Oh... there are parts to "Big Daddy," which comes about halfway through the album, that reminded me of the B52's (a teensy bit) ... well, the vocal duet between Sel Balamir and guest Beth Zeppelin (if that's her real name). This is no way poppy, don't worry there. The glistening "Supernova" is spacey space rock (redundancy deliberate) -- ethereal elements alternate with big guitars and pounding drums -- but it is quite apart from what has come before on this album; almost like a different band. Pink Floyd-like in many ways, though the searing guitar solo is not Floydian.

I said contrasts above. Well, "Horse" is a jangly rock number, even more laidback than "The Commotion," and maybe the more traditional rock track here. As you might expect from a song called "Horse," there is a bit of a country twang to it. A bit. I thought of Echolyn here circa Cowboy Poems Free; Amplifier are harsher, but they've channeled a smidgen of the Americana that Echolyn did on that album (one of my favorites); and like Echolyn, harmonies.

Simon & Garfunkel and Crosby, Stills and Nash (as well as The Beatles and Yes to a lesser degree) all came to mind for the delicate "Anubis," which consists only of harmonized vocals and the arpeggios of acoustic guitars. It is a pleasant interlude that leads into the above mentioned "Supernova," which is followed by "Silvio," which starts off with what sounds like a riff on Chicago's "25 Or 6 To 4." Like "Horse," this track seems more straightforward rock, though the edgy guitars are still present, they are crisper and clearer. In fact, percussion comes more to the fore here (not that it's never not been present).

Lastly, "Old Blue Eyes," which is the quirkiest track here, darkly menacing with grinding guitars, that during an instrumental break almost quite literally growl. Vocals weave in an out of the instrumentation, matching the punctuation of the drums with their own percussive beat. The latter half of this track is a bad acid trip into something approaching schizophrenia - keening guitars, rumbling drums, scratchy and screechy... it's the result of selling your soul, I'd say; it is at once inviting and off-putting - not the music itself, one's reaction to it; being drawn further into madness whilst gamely trying to escape from the vortex.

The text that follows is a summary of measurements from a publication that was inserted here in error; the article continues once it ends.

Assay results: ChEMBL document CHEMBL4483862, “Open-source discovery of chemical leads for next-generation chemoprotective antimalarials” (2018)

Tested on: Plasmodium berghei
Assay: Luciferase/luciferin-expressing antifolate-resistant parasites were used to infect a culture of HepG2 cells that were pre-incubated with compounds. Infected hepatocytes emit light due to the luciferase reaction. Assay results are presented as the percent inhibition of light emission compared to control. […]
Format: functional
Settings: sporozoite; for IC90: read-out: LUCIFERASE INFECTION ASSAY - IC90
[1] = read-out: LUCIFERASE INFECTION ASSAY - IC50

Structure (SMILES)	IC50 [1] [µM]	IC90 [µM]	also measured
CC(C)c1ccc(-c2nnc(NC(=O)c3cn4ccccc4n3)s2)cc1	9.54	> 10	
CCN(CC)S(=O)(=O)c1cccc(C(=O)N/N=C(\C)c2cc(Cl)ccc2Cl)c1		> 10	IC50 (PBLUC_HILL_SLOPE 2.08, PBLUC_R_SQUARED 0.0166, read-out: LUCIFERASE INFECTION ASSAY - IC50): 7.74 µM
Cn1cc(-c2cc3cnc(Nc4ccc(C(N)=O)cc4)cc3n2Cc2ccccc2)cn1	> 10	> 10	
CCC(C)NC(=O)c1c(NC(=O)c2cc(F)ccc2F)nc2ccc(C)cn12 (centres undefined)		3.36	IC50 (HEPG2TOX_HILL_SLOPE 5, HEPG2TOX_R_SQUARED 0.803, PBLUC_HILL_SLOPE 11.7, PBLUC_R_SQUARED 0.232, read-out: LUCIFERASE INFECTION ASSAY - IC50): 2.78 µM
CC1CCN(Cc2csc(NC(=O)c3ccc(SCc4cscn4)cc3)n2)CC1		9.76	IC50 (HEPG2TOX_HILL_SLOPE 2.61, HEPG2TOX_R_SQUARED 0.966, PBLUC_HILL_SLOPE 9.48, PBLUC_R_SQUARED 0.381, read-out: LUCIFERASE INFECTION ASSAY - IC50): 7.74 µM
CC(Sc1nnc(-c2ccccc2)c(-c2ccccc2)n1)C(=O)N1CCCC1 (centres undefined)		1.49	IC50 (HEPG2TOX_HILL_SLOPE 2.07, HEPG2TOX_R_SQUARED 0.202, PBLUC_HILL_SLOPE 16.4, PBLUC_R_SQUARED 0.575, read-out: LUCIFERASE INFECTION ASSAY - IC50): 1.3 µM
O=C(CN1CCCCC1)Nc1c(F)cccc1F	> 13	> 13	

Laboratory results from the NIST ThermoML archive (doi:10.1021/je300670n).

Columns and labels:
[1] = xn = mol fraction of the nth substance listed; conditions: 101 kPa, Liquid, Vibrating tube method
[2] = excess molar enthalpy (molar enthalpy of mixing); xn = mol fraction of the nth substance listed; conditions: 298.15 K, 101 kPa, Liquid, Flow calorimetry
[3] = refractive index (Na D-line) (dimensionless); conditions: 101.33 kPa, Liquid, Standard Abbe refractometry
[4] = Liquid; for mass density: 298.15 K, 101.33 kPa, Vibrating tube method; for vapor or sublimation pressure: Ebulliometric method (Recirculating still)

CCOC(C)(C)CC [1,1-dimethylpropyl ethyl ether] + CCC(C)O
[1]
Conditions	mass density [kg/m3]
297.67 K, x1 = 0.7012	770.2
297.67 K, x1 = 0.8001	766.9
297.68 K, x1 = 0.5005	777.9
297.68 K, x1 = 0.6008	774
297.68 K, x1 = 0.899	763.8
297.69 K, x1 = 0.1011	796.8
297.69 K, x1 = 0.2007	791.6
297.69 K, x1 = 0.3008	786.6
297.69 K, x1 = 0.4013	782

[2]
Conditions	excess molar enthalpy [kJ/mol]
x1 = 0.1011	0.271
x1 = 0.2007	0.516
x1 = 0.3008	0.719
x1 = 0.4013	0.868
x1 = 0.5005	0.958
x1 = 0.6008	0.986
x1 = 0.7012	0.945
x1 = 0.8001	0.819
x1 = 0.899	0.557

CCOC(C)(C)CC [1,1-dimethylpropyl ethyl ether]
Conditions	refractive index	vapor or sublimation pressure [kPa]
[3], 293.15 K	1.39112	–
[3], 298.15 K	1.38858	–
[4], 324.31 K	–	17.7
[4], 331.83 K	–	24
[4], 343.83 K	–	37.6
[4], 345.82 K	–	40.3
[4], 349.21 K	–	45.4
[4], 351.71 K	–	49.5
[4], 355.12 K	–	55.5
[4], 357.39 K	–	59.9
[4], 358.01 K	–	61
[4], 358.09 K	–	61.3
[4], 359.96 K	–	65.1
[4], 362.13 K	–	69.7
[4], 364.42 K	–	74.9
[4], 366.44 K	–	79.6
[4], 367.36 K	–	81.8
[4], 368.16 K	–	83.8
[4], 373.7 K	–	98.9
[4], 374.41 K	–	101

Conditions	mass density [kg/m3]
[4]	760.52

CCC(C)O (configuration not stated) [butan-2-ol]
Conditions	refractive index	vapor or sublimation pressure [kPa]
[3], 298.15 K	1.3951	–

All in all, it's a gritty album that could be an unpleasant listen, but it is not. Things are balanced such that you are neither underwhelmed by the smooth bits nor overwhelmed by the rough bits. As much as that is down to good arranging, good production plays a role, too. Without it, it IS just noise. Sure, it is intense for its first half, but given by then you're hanging around till the end, it can release its grip a bit. If your prog tastes lean more towards the experimental, then Amplifier are for you. If you are looking for only clean symphonic prog, they are not.

*The Beatles, for example, first used it - or left it, I guess - when they were recording, I think, "Day Tripper," with a bum speaker... so the story roughly goes

**invariably I think this song is called "Vaseline" and "Gasoline" - such that once I chuckled when it started playing as I pulled into the gas station... only to see that it was not called "Gasoline"... It could happen; "Running On Empty" was playing once when my car ran out of gas...

Rainbow Machine (6:28) / Freakzone (8:22) / Kosmos (Grooves Of Triumph) (6:42) / The Commotion (Big Time Party Maker) (6:10) / Big Daddy (5:15) / Horse (6:41) / Anubis (3:45) / Supernova (4:35) / Silvio (5:21) / Old Blue Eyes (6:09)

Sel Balamir - guitar, lead vocals
Matt Brobin - drums
Steve Durose - guitar, backing vocals
Alexander "Magnum" Redhead - bass, backing vocals

Amplifier (2004)
The Astronaut Dismantles HAL (EP) (2005)
Insider (2006)
Eternity (EP) (2008)
The Octopus (2011)
Fractal EP (2011)
Echo Street (2013)
Sunriders EP (2013)
Live In Barcelona (2013)
Mystoria (2014)
Residue (Part One) (2015)
Residue (Part Two) (2015)
Live At The Exchange (2015)
Trippin' With Doctor Faustus (2017)
Record (EP) (2017)

Live In Berlin (DVD) (2012)

Genre: Progressive Rock

Origin UK

Added: June 17th 2018
Reviewer: Stephanie Sollow
Artist website:
Hits: 7531
Language: english